Presentation Authors: Nirmish Singla*, Dallas, TX, Jacob Choi, Cleveland, OH, Oreoluwa Onabolu, Layton Woolford, Christina Stevens, Vanina Tcheuyap, Tiffani McKenzie, Zhiqun Xie, Tao Wang, Renee McKay, Alana Christie, Payal Kapur, Dallas, TX, Brian Rini, Cleveland, OH, James Brugarolas, Dallas, TX
Introduction: Patients with metastatic renal cell carcinoma (mRCC) involving the pancreas have been shown to exhibit a relatively indolent course, yet the biologic explanation is unclear. We sought to characterize the genomic landscape of patients with mRCC harboring pancreatic metastases (PM) to identify molecular drivers of pancreatic tropism.
Methods: mRCC patients harboring PM from UTSW and Cleveland Clinic were identified. Clinicopathologic data and oncologic outcomes were analyzed. Samples were obtained from primary tumors, metastatic sites (including pancreatic or other distant metastases), and matched normal tissue. Whole exome (WES) and RNA sequencing of tumors was conducted. Patient-derived xenograft (PDX) models were generated from a subset of patients, and the engrafted tumors were analyzed.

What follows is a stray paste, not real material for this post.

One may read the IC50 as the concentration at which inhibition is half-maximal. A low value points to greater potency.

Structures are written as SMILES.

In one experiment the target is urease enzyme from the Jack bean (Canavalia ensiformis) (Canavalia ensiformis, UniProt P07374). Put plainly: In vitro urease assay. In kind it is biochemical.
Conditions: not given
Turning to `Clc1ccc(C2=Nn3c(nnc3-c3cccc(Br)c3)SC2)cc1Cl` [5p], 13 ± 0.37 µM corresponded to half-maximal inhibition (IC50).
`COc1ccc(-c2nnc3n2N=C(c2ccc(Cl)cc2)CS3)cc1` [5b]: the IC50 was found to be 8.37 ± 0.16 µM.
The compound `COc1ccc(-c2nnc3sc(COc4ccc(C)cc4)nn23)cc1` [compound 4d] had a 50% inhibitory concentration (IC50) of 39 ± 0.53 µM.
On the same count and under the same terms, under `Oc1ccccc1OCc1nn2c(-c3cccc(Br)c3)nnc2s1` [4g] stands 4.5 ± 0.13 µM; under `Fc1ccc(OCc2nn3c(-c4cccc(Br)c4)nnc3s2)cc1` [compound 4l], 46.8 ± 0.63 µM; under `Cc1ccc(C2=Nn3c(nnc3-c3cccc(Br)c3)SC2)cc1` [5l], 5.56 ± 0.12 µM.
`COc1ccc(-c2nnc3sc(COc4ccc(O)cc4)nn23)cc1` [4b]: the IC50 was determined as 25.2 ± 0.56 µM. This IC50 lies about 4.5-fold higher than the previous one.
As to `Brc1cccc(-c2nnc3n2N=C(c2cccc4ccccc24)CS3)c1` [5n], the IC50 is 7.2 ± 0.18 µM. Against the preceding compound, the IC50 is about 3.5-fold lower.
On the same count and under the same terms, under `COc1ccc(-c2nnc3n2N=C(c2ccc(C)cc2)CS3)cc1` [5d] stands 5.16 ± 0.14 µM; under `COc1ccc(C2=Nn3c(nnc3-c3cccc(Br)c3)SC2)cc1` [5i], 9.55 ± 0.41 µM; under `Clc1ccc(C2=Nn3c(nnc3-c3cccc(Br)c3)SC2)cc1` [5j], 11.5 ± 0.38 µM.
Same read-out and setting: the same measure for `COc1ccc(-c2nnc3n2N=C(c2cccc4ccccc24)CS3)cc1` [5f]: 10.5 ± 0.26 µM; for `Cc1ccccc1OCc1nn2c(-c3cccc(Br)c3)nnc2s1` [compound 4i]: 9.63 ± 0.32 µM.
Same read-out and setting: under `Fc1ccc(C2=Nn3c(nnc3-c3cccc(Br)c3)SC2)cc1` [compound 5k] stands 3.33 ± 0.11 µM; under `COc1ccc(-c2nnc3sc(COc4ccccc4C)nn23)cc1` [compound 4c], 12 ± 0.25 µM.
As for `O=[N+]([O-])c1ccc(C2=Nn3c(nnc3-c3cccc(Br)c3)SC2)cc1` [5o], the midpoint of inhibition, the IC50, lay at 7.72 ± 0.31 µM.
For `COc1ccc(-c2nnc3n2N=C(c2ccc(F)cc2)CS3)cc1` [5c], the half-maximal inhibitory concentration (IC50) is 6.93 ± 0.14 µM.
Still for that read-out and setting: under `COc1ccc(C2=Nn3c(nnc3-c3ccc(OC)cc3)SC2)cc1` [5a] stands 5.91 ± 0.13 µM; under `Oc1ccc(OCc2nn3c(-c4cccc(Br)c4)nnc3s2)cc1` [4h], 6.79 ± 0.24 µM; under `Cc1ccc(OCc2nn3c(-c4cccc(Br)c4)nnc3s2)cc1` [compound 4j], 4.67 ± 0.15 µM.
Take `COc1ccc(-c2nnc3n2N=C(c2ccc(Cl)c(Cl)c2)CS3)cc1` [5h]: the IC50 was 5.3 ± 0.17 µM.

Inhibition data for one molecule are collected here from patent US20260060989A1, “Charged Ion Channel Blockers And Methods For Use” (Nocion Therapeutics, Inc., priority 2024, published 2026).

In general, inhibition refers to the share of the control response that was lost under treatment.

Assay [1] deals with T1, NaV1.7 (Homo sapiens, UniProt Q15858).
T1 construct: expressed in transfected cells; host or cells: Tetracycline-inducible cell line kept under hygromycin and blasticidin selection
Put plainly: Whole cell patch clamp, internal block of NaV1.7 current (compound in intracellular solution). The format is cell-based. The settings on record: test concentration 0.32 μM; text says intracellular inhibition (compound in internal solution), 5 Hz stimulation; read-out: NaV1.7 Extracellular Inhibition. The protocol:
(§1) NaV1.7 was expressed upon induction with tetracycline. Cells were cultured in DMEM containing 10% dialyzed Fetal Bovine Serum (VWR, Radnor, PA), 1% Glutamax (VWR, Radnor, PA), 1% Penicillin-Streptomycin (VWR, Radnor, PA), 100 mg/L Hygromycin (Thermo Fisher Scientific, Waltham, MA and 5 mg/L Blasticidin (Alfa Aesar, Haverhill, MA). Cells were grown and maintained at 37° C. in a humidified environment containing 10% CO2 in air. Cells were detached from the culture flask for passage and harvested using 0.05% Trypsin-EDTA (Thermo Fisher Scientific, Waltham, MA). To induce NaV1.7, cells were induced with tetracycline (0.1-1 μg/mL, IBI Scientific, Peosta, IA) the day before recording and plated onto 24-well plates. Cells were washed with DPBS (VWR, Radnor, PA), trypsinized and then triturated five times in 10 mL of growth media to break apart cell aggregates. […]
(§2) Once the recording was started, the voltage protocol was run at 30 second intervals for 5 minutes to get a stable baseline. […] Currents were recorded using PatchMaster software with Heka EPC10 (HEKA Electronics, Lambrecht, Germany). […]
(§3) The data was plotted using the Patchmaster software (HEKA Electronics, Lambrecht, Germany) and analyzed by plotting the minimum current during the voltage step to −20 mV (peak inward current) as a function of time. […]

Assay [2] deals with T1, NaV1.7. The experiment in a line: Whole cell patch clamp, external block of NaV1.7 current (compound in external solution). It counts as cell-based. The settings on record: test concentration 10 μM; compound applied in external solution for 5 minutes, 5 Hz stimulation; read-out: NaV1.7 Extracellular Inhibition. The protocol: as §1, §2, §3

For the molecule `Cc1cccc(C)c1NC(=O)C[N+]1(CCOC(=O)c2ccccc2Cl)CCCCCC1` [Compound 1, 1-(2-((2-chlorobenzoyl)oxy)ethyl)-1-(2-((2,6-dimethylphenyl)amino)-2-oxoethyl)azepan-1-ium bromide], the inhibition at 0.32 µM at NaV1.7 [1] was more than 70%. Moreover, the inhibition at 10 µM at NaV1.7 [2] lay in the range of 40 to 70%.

Results: 31 mRCC patients with PM were included with 54 tumor samples derived from the primary tumor or thrombus (24), PM (21), or other metastatic sites (9). Median follow-up was 101 months. Clinicopathologic characteristics were similar between the two institutional cohorts, and all but one patient were favorable or intermediate IMDC risk. All patients had clear cell histology. 8 patients (26%) were metastatic at diagnosis, and median time to metastasis in the remaining patients was 74 months (IQR 32-120). Overall (OS) and cancer-specific (CSS) survival did not vary by IMDC risk group. OS was strikingly superior for mRCC patients with PM than a historic control of mRCC patients without PM (p < 0.001) (Figure), regardless of IMDC risk score. Morphologically, tumors largely displayed low-grade acinar patterns. WES with matched normal tissue and RNAseq were completed with adequate quality for 48 and 30 samples, respectively. 14 PDX lines were generated, of which 5 (36%) engrafted stably (â‰¥2 passages). WES from 2 tumorgraft specimens revealed preservation of specific mutations in the corresponding human samples.
Conclusions: mRCC patients with PM exhibit remarkably favorable survival outcomes. The relatively indolent biology of these tumors is reflected histologically and genomically and can be recapitulated in PDX models. Understanding tumor heterogeneity may help refine prognostic models for mRCC and hold implications for improved personalization of therapy.
Source of Funding: NIH/NCI T32 CA136515-09